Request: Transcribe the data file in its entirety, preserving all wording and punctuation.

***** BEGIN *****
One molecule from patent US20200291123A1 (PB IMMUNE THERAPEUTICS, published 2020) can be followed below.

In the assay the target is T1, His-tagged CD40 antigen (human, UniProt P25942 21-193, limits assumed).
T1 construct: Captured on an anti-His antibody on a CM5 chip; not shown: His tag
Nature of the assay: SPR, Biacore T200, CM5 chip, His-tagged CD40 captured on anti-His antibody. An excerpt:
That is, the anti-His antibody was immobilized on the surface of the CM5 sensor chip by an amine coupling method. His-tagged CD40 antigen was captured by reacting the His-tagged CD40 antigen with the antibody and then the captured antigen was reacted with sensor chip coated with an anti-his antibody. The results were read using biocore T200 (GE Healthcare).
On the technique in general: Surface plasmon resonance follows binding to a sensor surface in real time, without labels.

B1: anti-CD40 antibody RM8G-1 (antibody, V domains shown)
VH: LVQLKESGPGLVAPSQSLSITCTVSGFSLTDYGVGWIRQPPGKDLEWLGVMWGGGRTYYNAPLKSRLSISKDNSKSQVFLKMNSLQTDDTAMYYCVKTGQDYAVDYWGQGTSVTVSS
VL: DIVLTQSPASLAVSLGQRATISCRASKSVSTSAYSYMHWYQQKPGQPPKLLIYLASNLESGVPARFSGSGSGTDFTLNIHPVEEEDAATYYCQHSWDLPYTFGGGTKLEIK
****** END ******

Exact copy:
One molecule from patent US20200291123A1 (PB IMMUNE THERAPEUTICS, published 2020) can be followed below.

In the assay the target is T1, His-tagged CD40 antigen (human, UniProt P25942 21-193, limits assumed).
T1 construct: Captured on an anti-His antibody on a CM5 chip; not shown: His tag
Nature of the assay: SPR, Biacore T200, CM5 chip, His-tagged CD40 captured on anti-His antibody. An excerpt:
That is, the anti-His antibody was immobilized on the surface of the CM5 sensor chip by an amine coupling method. His-tagged CD40 antigen was captured by reacting the His-tagged CD40 antigen with the antibody and then the captured antigen was reacted with sensor chip coated with an anti-his antibody. The results were read using biocore T200 (GE Healthcare).
On the technique in general: Surface plasmon resonance follows binding to a sensor surface in real time, without labels.

B1: anti-CD40 antibody RM8G-1 (antibody, V domains shown)
VH: LVQLKESGPGLVAPSQSLSITCTVSGFSLTDYGVGWIRQPPGKDLEWLGVMWGGGRTYYNAPLKSRLSISKDNSKSQVFLKMNSLQTDDTAMYYCVKTGQDYAVDYWGQGTSVTVSS
VL: DIVLTQSPASLAVSLGQRATISCRASKSVSTSAYSYMHWYQQKPGQPPKLLIYLASNLESGVPARFSGSGSGTDFTLNIHPVEEEDAATYYCQHSWDLPYTFGGGTKLEIK